• Eating foods that are rich in omega-3 fatty acids.
  • Eating foods rich in unsaturated fats.
  • Drinking alcohol in moderation can help to prevent high blood triglycerides. Moderate alcohol use for healthy adult women of all ages means no more than one drink per day. Moderate alcohol use for healthy adult men older than 65 also means no more than one drink per day. For healthy adult men younger than 65 however, moderate alcohol use means no more than two drinks per day. And if you are wondering what exactly “one drink” means? For beer, one drink means 12 fluid ounces. For wine, one drink means 5 fluid ounces. For distilled spirits (80 proof), one drink means 1.5 fluid ounces.
  • Taking medications to treat high cholesterol and/or high triglycerides when they do not respond to the above lifestyle modifications.

How Is Heart Disease Treated?

Heart disease can be treated using both medications and surgical procedures. Medications used to treated heart disease typically include those medications that are used to treat the common underlying causes of heart disease (i.e. high blood pressure, diabetes, high blood cholesterol and high blood triglycerides).

heart disease and medications

Medications to treat high blood pressure, high cholesterol and diabetes can all treat heart disease.

Medications used to treat high blood pressure can include Diuretics, Beta-Blockers, Calcium Channel Blockers, Angiotensin-Converting Enzyme Inhibitors, Angiotensin Receptor Blockers and Vasodilators. More about these medications can be found HERE.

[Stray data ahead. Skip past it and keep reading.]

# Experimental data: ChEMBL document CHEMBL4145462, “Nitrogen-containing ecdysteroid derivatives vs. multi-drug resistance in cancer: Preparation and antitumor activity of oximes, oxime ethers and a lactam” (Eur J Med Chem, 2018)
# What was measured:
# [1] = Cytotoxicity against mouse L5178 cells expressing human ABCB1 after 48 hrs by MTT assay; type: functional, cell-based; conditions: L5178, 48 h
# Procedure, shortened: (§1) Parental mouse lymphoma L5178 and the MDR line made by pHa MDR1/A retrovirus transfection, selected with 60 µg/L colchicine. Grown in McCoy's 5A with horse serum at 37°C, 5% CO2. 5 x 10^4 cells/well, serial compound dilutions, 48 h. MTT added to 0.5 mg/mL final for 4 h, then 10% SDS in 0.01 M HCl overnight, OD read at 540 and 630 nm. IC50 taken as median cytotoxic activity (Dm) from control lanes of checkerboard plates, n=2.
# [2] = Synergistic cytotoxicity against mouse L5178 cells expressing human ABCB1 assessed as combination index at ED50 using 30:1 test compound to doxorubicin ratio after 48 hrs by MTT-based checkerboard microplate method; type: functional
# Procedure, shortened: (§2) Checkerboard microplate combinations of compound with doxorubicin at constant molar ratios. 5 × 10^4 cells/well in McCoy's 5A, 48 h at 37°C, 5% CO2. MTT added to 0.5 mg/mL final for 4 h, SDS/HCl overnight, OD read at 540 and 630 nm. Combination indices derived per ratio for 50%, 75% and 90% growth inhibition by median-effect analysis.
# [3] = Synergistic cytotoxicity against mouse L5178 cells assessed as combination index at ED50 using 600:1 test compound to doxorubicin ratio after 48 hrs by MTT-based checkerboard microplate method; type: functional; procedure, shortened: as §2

Medications used to treat diabetes include Metformin, Sulfonylureas, Meglitinides, Thiazolidinediones, DPP-4 Inhibitors, SGLT2 Inhibitors and GLP-1 Receptor Agonists. More about these medications can be found HERE.

Medications used to treat high cholesterol and high triglycerides include Statins, Bile-Acid-Binding Resins, Cholesterol Absorption Inhibitors and certain injectable medications. More about these medications can be found HERE.

Surgical procedures used to treat heart disease include Angioplasty, Coronary Artery Bypass Grafting (CABG) and Carotid Artery Endarterectomy (CEA).

heart disease angioplasty catheter

Catheter with balloon used to perform angioplasty.

  • Angioplasty: Angioplasty utilizes a thin, flexible catheter tube with a balloon on the end of it. This tube is threaded through the circulation until it reaches the narrowed or blocked blood vessel that the angioplasty is targeting. Once in the narrowed blood vessel, the balloon on the end of the catheter tube is inflated. Inflating the balloon compresses the plaque that is narrowing the targeted blood vessel. This restores the flow of blood through the previously diseased blood vessel.
  • Coronary Artery Bypass Grafting (CABG): CABG is a major surgical procedure that is used to replace damaged blood vessels leading to the heart. During a CABG, healthy blood vessels are taken from other areas of the body. They are then used to replace diseased blood vessels in the heart. This helps to restore good blood flow to the heart.
heart disease carotid artery

Carotid artery providing primary blood supply to the brain.

  • Carotid Endarterectomy (CEA): CEA is a major surgical procedure that is used to replace damaged blood vessels leading to the brain. The main blood supply to the brain travels from the heart to the brain by way of the Carotid Artery. The Carotid Artery runs through the neck. When plaques form in the Carotid Artery, blood flow to the brain can be compromised and strokes can result. During a CAE, a diseased Carotid Artery is cut open and any damaging plaques that have formed within it are removed.